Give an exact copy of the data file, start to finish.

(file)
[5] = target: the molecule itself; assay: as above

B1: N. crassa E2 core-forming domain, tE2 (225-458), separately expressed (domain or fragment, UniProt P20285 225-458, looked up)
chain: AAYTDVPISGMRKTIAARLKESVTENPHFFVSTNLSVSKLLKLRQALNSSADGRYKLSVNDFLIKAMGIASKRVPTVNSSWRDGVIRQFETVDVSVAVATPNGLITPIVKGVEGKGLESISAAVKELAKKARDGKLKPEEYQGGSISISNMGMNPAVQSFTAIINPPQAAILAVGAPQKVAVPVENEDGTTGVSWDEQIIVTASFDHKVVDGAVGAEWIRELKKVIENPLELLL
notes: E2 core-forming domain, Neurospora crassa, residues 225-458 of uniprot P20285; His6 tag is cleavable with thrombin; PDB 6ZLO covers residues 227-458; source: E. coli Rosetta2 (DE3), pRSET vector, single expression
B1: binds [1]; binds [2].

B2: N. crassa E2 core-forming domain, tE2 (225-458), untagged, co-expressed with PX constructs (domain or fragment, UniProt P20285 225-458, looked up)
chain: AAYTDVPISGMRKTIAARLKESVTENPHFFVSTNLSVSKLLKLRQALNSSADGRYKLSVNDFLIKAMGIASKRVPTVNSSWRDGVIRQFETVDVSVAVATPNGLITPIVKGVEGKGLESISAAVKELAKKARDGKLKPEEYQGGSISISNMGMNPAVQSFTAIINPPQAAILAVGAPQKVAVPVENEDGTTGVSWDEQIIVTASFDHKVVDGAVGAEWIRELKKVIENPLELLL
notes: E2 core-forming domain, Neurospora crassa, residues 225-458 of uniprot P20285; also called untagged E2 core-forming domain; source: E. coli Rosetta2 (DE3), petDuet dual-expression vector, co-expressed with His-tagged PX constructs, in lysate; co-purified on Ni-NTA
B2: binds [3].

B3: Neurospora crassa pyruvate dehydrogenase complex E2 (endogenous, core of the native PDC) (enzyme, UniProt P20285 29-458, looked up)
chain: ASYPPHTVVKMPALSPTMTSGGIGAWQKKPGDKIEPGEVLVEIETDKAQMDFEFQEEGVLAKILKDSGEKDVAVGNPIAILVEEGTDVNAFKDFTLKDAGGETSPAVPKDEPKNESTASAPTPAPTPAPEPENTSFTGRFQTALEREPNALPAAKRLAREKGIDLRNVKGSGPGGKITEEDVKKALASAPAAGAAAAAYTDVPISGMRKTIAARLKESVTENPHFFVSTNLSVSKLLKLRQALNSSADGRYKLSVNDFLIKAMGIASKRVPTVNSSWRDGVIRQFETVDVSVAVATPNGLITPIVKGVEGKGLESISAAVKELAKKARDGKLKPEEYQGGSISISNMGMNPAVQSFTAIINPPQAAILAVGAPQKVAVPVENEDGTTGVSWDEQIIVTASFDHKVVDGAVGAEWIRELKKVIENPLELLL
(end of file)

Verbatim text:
[5] = target: the molecule itself; assay: as above

B1: N. crassa E2 core-forming domain, tE2 (225-458), separately expressed (domain or fragment, UniProt P20285 225-458, looked up)
chain: AAYTDVPISGMRKTIAARLKESVTENPHFFVSTNLSVSKLLKLRQALNSSADGRYKLSVNDFLIKAMGIASKRVPTVNSSWRDGVIRQFETVDVSVAVATPNGLITPIVKGVEGKGLESISAAVKELAKKARDGKLKPEEYQGGSISISNMGMNPAVQSFTAIINPPQAAILAVGAPQKVAVPVENEDGTTGVSWDEQIIVTASFDHKVVDGAVGAEWIRELKKVIENPLELLL
notes: E2 core-forming domain, Neurospora crassa, residues 225-458 of uniprot P20285; His6 tag is cleavable with thrombin; PDB 6ZLO covers residues 227-458; source: E. coli Rosetta2 (DE3), pRSET vector, single expression
B1: binds [1]; binds [2].

B2: N. crassa E2 core-forming domain, tE2 (225-458), untagged, co-expressed with PX constructs (domain or fragment, UniProt P20285 225-458, looked up)
chain: AAYTDVPISGMRKTIAARLKESVTENPHFFVSTNLSVSKLLKLRQALNSSADGRYKLSVNDFLIKAMGIASKRVPTVNSSWRDGVIRQFETVDVSVAVATPNGLITPIVKGVEGKGLESISAAVKELAKKARDGKLKPEEYQGGSISISNMGMNPAVQSFTAIINPPQAAILAVGAPQKVAVPVENEDGTTGVSWDEQIIVTASFDHKVVDGAVGAEWIRELKKVIENPLELLL
notes: E2 core-forming domain, Neurospora crassa, residues 225-458 of uniprot P20285; also called untagged E2 core-forming domain; source: E. coli Rosetta2 (DE3), petDuet dual-expression vector, co-expressed with His-tagged PX constructs, in lysate; co-purified on Ni-NTA
B2: binds [3].

B3: Neurospora crassa pyruvate dehydrogenase complex E2 (endogenous, core of the native PDC) (enzyme, UniProt P20285 29-458, looked up)
chain: ASYPPHTVVKMPALSPTMTSGGIGAWQKKPGDKIEPGEVLVEIETDKAQMDFEFQEEGVLAKILKDSGEKDVAVGNPIAILVEEGTDVNAFKDFTLKDAGGETSPAVPKDEPKNESTASAPTPAPTPAPEPENTSFTGRFQTALEREPNALPAAKRLAREKGIDLRNVKGSGPGGKITEEDVKKALASAPAAGAAAAAYTDVPISGMRKTIAARLKESVTENPHFFVSTNLSVSKLLKLRQALNSSADGRYKLSVNDFLIKAMGIASKRVPTVNSSWRDGVIRQFETVDVSVAVATPNGLITPIVKGVEGKGLESISAAVKELAKKARDGKLKPEEYQGGSISISNMGMNPAVQSFTAIINPPQAAILAVGAPQKVAVPVENEDGTTGVSWDEQIIVTASFDHKVVDGAVGAEWIRELKKVIENPLELLL